In KBR v. Carter, Supreme Court Clarifies the First-To-File Doctrine and the Statute of Limitations Under the Wartime Suspension of Limitations Act
Late last month, the Supreme Court issued a unanimous, two-part decision that clarified the meaning of the term “offense” as used in the Wartime Suspension of Limitations Act (“WSLA”), and the term “pending” as used in the first-to-file doctrine. The Court held that (i) the suspension of the statute of limitations under the WSLA applies only to criminal offenses; and (ii) a qui tam suit brought under the False Claims Act ceases to be “pending” once that suit is dismissed. Kellogg Brown & Root Servs., Inc. v. U.S. ex rel. Carter, No. 12-1497 (May 26, 2015).
During the second Iraq War in 2005, Plaintiff worked for KBR as a water-purification operator. He subsequently brought suit in Carter I alleging that KBR fraudulently billed the United States for water-purification services that were either inadequate or never performed. Shortly before trial, the court dismissed Carter I after learning that a similar, earlier-filed suit was pending in the Central District of California. That case was later dismissed, prompting Carter to re-file his complaint (Carter II). The district court dismissed Carter II under the first-to-file rule because Carter I, his earlier-filed case, was still pending on appeal. The Plaintiff voluntarily dismissed his Carter I appeal, and then re-filed for a third time (Carter III). The district court dismissed Carter III under the first-to-file doctrine because two similar cases were filed at some point during the dismissal of Carter I and the filing of Carter III, though both of these cases were later dismissed. The district court also ruled that Carter III was time-barred because the statute-of-limitations suspension available under the WSLA applied only to criminal offenses against the government rather than the civil wrongdoing the Plaintiff alleged. The Fourth Circuit reversed and the Supreme Court granted certiorari.
Writing for a unanimous court, Justice Alito first recounted the statutory and legislative history behind the WSLA. He wrote that the WSLA and its predecessor statutes suspended the statute of limitations for frauds perpetrated during a time of war. He also observed that over time, the definition of war and the number of years after a war for which the suspension was available had changed, but that the WSLA and its predecessors had uniformly used the term “offenses” to describe the types of frauds that suspended the statute. The Court then noted that “offenses” is used most commonly to refer to crimes rather than civil wrongdoing, and that Congress had placed the WSLA in Title 18 of the U.S. Code, the title reserved for criminal offenses. Ultimately, the Court wrote that “even if there were some ambiguity in the WSLA’s use of that term, our cases instruct us to resolve that ambiguity in favor of the narrower definition,” id. at 10, or in this case, finding that Congress intended offenses as used in the WSLA to be defined as criminal fraud.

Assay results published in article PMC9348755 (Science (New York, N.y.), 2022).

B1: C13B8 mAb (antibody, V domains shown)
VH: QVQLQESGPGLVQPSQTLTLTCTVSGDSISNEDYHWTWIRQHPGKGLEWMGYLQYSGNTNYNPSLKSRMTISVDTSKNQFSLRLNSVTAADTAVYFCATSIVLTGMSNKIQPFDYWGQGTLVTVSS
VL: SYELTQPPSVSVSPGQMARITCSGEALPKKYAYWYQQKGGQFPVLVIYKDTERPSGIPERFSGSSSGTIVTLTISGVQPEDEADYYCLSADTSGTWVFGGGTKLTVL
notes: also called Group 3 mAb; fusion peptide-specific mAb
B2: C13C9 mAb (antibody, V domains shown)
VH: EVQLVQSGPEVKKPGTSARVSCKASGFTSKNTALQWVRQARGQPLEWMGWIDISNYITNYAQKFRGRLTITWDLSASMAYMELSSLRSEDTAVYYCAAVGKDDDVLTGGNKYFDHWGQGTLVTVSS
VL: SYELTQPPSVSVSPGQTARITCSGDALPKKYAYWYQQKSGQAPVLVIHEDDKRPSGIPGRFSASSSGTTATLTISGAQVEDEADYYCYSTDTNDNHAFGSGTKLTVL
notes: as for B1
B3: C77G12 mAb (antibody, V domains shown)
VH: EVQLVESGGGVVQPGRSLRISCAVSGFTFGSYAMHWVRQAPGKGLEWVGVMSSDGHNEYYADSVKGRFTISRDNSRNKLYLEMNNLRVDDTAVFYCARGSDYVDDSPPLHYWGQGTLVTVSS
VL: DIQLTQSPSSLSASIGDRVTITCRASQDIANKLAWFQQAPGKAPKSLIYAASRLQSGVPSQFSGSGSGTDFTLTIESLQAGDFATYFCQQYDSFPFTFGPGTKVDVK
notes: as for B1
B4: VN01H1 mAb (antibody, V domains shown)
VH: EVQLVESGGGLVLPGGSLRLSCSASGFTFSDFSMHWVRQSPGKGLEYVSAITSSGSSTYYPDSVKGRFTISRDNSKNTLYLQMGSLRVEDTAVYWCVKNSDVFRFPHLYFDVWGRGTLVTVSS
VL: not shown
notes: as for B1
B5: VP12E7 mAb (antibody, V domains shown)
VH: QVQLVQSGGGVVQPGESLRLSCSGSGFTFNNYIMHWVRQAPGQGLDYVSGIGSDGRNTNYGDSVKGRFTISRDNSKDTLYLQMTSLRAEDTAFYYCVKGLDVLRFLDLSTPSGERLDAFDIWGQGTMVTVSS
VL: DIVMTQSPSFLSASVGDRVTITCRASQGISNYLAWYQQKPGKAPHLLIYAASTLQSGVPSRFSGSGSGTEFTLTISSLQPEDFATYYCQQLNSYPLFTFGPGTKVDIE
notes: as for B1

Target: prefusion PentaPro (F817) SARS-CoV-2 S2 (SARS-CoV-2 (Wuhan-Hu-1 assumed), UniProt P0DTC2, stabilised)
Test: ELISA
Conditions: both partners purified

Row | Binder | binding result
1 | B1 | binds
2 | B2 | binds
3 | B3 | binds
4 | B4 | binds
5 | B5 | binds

The Court also addressed what constitutes a “pending action” for purposes of barring a later-filed suit. Here, KBR argued that the two similar cases filed before Carter III were still “pending” even though both had later been dismissed. The Court quickly denied such an interpretation of the first-to-file rule, explaining that such a reading “would bar all subsequent related suits even if that earlier suit was dismissed for a reason having nothing to do with the merits.” Id. at 12. The Court therefore affirmed the Fourth Circuit, and held that “a qui tam suit under the FCA ceases to be ‘pending’ once it is dismissed.” Id. at 13.
Although Carter seemingly ends further litigation about the meaning of “offense” or “pending,” the Court expressly declined to consider whether “claim preclusion may protect defendants if the first-filed action is decided on the merits.” Id. at 12-13. Following Carter, we should expect to see this issue litigated with increased frequency in the lower courts.